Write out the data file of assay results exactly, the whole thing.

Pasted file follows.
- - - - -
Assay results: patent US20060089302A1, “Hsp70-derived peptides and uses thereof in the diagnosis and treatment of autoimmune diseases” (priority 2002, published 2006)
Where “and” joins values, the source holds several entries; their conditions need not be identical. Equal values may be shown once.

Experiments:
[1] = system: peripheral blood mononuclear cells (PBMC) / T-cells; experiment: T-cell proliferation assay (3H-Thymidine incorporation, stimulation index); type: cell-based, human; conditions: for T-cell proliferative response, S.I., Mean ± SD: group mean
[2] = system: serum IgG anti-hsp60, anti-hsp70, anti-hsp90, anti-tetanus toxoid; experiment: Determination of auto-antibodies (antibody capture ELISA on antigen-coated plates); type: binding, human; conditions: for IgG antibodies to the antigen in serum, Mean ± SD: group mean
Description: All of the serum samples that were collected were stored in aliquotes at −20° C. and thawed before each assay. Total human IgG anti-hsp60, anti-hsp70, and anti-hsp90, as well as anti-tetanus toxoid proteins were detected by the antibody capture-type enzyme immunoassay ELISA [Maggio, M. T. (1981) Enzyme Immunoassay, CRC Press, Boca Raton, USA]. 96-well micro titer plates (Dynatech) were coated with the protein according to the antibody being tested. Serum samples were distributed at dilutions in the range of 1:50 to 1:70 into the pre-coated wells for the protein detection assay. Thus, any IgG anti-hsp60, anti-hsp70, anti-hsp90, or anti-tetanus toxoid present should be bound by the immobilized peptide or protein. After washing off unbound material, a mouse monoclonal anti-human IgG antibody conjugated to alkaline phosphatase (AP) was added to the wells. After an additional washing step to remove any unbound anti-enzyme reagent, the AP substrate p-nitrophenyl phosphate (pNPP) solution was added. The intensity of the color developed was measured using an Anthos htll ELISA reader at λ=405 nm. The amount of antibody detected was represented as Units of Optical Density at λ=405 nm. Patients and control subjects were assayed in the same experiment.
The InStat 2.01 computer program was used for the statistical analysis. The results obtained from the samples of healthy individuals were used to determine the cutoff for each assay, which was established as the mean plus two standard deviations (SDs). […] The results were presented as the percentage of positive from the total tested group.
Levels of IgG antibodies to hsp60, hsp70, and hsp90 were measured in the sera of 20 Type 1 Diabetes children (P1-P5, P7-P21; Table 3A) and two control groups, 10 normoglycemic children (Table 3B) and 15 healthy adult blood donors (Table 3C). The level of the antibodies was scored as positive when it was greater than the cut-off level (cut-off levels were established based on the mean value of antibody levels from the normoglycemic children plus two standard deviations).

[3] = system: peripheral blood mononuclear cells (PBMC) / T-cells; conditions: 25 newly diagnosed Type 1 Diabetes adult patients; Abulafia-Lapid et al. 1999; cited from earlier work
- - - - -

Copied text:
Assay results: patent US20060089302A1, “Hsp70-derived peptides and uses thereof in the diagnosis and treatment of autoimmune diseases” (priority 2002, published 2006)
Where “and” joins values, the source holds several entries; their conditions need not be identical. Equal values may be shown once.

Experiments:
[1] = system: peripheral blood mononuclear cells (PBMC) / T-cells; experiment: T-cell proliferation assay (3H-Thymidine incorporation, stimulation index); type: cell-based, human; conditions: for T-cell proliferative response, S.I., Mean ± SD: group mean
[2] = system: serum IgG anti-hsp60, anti-hsp70, anti-hsp90, anti-tetanus toxoid; experiment: Determination of auto-antibodies (antibody capture ELISA on antigen-coated plates); type: binding, human; conditions: for IgG antibodies to the antigen in serum, Mean ± SD: group mean
Description: All of the serum samples that were collected were stored in aliquotes at −20° C. and thawed before each assay. Total human IgG anti-hsp60, anti-hsp70, and anti-hsp90, as well as anti-tetanus toxoid proteins were detected by the antibody capture-type enzyme immunoassay ELISA [Maggio, M. T. (1981) Enzyme Immunoassay, CRC Press, Boca Raton, USA]. 96-well micro titer plates (Dynatech) were coated with the protein according to the antibody being tested. Serum samples were distributed at dilutions in the range of 1:50 to 1:70 into the pre-coated wells for the protein detection assay. Thus, any IgG anti-hsp60, anti-hsp70, anti-hsp90, or anti-tetanus toxoid present should be bound by the immobilized peptide or protein. After washing off unbound material, a mouse monoclonal anti-human IgG antibody conjugated to alkaline phosphatase (AP) was added to the wells. After an additional washing step to remove any unbound anti-enzyme reagent, the AP substrate p-nitrophenyl phosphate (pNPP) solution was added. The intensity of the color developed was measured using an Anthos htll ELISA reader at λ=405 nm. The amount of antibody detected was represented as Units of Optical Density at λ=405 nm. Patients and control subjects were assayed in the same experiment.
The InStat 2.01 computer program was used for the statistical analysis. The results obtained from the samples of healthy individuals were used to determine the cutoff for each assay, which was established as the mean plus two standard deviations (SDs). […] The results were presented as the percentage of positive from the total tested group.
Levels of IgG antibodies to hsp60, hsp70, and hsp90 were measured in the sera of 20 Type 1 Diabetes children (P1-P5, P7-P21; Table 3A) and two control groups, 10 normoglycemic children (Table 3B) and 15 healthy adult blood donors (Table 3C). The level of the antibodies was scored as positive when it was greater than the cut-off level (cut-off levels were established based on the mean value of antibody levels from the normoglycemic children plus two standard deviations).

[3] = system: peripheral blood mononuclear cells (PBMC) / T-cells; conditions: 25 newly diagnosed Type 1 Diabetes adult patients; Abulafia-Lapid et al. 1999; cited from earlier work